Evidence suggests a diminished affective response can negatively influence pain perception and assessment. Decety et al. (2010) found that suppressing emotions inhibits a physician's perception of pain in others and diminishes one's arousal to observing pain, which results in lower ratings of pain. Being mindful of one's emotional responses to observed pain is critical, as feelings can influence a clinician's perceptions and judgment (Ofri, 2013). One study found that a person's feelings may distort his/her capacity for empathy during decision-making, contributing to under- or overestimates of suffering depending on the observer's emotional state (Silani et al., 2013).

Ethical Response of Empathy. A clinician's sense of duty or motivation to reduce suffering is the ethical response of empathy (Gleichgerrcht & Decety, 2014; Jeffrey, 2016; Morse et al., 1992). Sometimes called empathic concern, this response interacts with the clinician's cognitive and affective responses, and together influences behavioral responses (Halpern, 2003; Jeffrey, 2016; Morse et al., 1992; Stepien & Baernstein, 2006). Gleichgerrcht and Decety (2014) found that empathic concern, the sensitivity toward another person's well-being that links ethical and affective responses, was predictive of how sensitively physicians rated pain. Compassion, the desire to actively alleviate suffering in another person (Sinclair et al., 2017; Soto-Rubio & Sinclair, 2018), proceeds from the ethical response of empathy (Soto-Rubio & Sinclair, 2018). Compassion can be diminished or fatigued in difficult clinical circumstances (e.g., understaffed care environments [Longhurst, 2015]). Diminished compassion can affect care by causing clinicians to act irritable with patients or reduce standards of care (Dasan et al., 2015).

Behavioral Response of Empathy. The interplay of cognitive, affective, and ethical responses results in behavioral responses by the clinician (Goubert et al., 2005). Having observed pain in a person with dementia, a clinician may actively respond with empathy, evidenced by behaviors such as kind or caring facial expressions, a warm communication style, gentle touch when appropriate, and action to alleviate pain (Decety & Fotopoulou, 2015). Furthermore, a clinician may respond with empathic behaviors over time through repeated effort to understand and alleviate pain and pain behaviors. In contrast, a clinician may respond with self-oriented behavior, which does not produce empathic care (Decety & Fotopoulou, 2015). A clinician with low empathy or sympathetic affect, a response to suffering that involves feeling sadness for a suffering person but does not result in action to relieve that suffering, may refrain from actively relieving suffering; or may respond with higher levels of personal distress or compassion fatigue, which may impair effective assessment of pain in the patient (Gleichgerrcht & Decety, 2014).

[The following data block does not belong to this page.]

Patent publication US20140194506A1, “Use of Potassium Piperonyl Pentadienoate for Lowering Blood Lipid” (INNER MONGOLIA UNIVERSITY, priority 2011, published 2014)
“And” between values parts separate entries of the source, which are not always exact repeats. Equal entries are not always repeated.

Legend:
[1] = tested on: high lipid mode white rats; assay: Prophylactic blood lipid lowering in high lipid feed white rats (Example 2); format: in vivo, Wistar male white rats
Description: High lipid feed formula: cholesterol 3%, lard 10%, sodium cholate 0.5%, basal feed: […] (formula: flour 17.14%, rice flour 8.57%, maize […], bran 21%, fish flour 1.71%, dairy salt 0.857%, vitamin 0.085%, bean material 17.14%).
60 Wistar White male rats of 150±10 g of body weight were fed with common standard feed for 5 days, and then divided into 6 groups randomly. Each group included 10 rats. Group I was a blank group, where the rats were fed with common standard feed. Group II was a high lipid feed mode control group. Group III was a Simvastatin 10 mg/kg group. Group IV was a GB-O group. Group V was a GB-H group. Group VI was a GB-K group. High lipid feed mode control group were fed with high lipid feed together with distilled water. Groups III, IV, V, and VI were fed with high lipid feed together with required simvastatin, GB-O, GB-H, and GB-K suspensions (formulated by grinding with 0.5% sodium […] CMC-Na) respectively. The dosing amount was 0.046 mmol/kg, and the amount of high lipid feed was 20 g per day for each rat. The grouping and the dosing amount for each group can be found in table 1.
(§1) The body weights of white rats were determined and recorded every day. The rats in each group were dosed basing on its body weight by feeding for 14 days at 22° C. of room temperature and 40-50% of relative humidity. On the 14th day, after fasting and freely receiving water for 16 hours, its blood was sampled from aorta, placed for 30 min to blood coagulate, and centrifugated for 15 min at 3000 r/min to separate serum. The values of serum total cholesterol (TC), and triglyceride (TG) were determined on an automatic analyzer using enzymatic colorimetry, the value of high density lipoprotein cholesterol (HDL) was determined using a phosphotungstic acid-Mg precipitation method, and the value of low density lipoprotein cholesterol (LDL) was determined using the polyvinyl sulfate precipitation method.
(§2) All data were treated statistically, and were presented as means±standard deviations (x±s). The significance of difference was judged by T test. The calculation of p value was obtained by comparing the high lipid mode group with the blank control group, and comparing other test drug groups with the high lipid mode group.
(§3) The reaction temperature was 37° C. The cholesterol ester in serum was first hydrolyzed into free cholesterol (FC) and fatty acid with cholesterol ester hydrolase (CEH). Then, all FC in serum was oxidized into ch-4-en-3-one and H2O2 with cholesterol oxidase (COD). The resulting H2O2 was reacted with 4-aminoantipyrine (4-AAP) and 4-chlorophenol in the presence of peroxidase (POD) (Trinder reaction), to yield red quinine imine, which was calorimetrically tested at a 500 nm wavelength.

In the only published study to examine the association between clinician empathy and pain assessment and treatment in persons with dementia, Lee and Park (2016) found evidence that higher nurse empathy, specifically in the cognitive response domain of perspective-taking, is positively associated with use of evidence-based pain assessment and management. The authors also found that higher empathy scores are associated with more positive nurse attitudes toward pain in persons with dementia, which in turn, are associated with higher use of pain guidelines and evidence-based pain management (Lee & Park, 2016). Studies of clinician empathy and pain treatment outcomes are also limited in general populations, but two studies provide early evidence for associations. In one study, an intervention to increase clinical empathy was associated with reductions in racial disparities in pain treatment decisions, reflecting increases in pain treatment decisions for minority patients in particular (Drwecki et al., 2011). In another study of persons with chronic pain, physician empathy was found to be correlated with decreases in pain intensity and improvements in pain relief, suggesting more effective treatment by physicians with greater empathy (Cánovas et al., 2018). Cánovas et al. (2018) identified clinician empathy as a relevant and unexplored target for intervention in pain management.

Diagnostic Success

Diagnostic success, defined in the current model as sensitive interpretation of pain behaviors that ideally results in more accurate assessment, is difficult to measure in patients unable to self-report pain. Limited evidence in the general population suggests high empathy may be associated with greater accuracy in inferring facial expressions of pain when measured on some indices (Green et al., 2009), but more research is needed in general populations and among persons with dementia. Without the availability of self-report to confirm ratings, the current model uses diagnostic sensitivity as a proxy consistent with previous studies (Gleichgerrcht & Decety, 2014; Green et al., 2009; Latimer et al., 2011).